The only adaptations I've seen are where they have those huge ramps zig-zagging up the garden. Cost a fortune, fuck ugly, would probably devalue house.

Bluntness100 Thu 23-Mar-17 12:22:51

She'd have to get some quotes, but basically it's excavate out what's there, shore up either side, lay wider , longer steps.,or ramps in, any company experienced in ground work could do it, I'd say a few grand very max depending on size. She could even raise the ground height and make it much less steep.

It's easily fixable, but for a price.

minipie Thu 23-Mar-17 12:50:02

She could even raise the ground height and make it much less steep.

confused but then there would be other steps to get to the raised ground height, wouldn't there?

I wouldn't I'm afraid. Not if she's in or will shortly be in a buggy needing phase of life. DD1 had to have most of her naps in the buggy as a baby, would have been impossible if we'd had lots of steps as she'd have woken up every time I got home. And buggy napping is even more crucial once you have 2 or more DCs.

MiaowTheCat Thu 23-Mar-17 13:53:15

My mum's house is on a steep slope with steps going up to it (it's built into a steep riverbank basically). It's a pain in the winter when its icy, it's a pain when you're unloading shopping and it's a pain with toddlers or in the dark. Now she's getting older and suffering mobility problems it's becoming a real pain for her as well and I've got visions of her going over on them at some point and breaking something.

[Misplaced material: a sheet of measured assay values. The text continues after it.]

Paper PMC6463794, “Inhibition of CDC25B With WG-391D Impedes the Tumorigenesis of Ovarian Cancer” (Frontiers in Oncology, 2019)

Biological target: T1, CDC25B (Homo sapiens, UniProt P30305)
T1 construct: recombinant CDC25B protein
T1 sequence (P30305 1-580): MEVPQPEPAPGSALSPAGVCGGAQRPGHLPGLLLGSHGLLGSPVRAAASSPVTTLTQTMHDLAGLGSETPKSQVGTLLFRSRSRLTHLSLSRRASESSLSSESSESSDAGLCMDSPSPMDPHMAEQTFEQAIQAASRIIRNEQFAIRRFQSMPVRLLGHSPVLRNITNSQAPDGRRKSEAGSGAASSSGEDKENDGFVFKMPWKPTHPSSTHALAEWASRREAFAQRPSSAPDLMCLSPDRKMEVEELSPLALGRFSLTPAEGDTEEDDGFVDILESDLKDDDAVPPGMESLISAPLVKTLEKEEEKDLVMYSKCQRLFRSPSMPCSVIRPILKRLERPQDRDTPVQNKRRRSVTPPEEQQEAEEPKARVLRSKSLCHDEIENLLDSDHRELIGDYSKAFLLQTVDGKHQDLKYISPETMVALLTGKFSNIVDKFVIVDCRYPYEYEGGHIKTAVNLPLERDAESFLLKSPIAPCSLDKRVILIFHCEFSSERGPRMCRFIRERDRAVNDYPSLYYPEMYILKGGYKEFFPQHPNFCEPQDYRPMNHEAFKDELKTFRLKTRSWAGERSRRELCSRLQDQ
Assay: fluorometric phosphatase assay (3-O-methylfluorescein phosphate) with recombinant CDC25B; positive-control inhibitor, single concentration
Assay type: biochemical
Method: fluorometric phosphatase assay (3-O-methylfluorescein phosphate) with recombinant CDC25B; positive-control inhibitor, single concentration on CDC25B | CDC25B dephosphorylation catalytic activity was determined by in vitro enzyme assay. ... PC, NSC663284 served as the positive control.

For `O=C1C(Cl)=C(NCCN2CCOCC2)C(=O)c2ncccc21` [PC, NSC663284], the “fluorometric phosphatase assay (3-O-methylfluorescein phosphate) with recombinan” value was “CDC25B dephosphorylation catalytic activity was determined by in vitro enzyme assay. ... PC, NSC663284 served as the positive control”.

They're now reluctantly looking at giving up their dream home and downsizing - and it's the sloped site that's the major problem behind it.

Dowser Thu 23-Mar-17 14:50:35

No don't do it definitely a big no no.

Also would not buy on a main road either.
Hate traffic noise/ fumes etc.

OuchBollocks Thu 23-Mar-17 14:54:44

I wouldn't. Even past the buggy stage,what if she had an accident and broke her leg? What if the steps ice over in the winter? What if a young child tries to tantrum on the steps because they don't want to go out? Mega mega hassle.

sarahburneraccount35 Fri 24-Mar-17 09:54:53

Thanks everyone seems the majority view is the concerns are real.

opticaltrixie Fri 24-Mar-17 10:04:17

I would suggest ramps, maybe like these?

PollyBanana Fri 24-Mar-17 10:07:30

Could you post a link to the property on Rightmove.co.uk or would that be too outing?

Goldfishjane Fri 24-Mar-17 10:08:05

IT doesn't sound like ramps will work
Ive lived in a place with steep steps and it was a rental but I still ended up regretting it. I think she should keep looking.

TowerOfJoyless Sat 25-Mar-17 19:41:26

I have 25 steps up to my front door and have a 6 year old and a 2 year old. We keep pram in the car but our first house was tiny with no space for our eldest's pram so we were kinda used to keeping it in the car anyway. Steps are a pain at times but we have a lane at the back of our house which provides (almost) level access to the next street and has come in handy.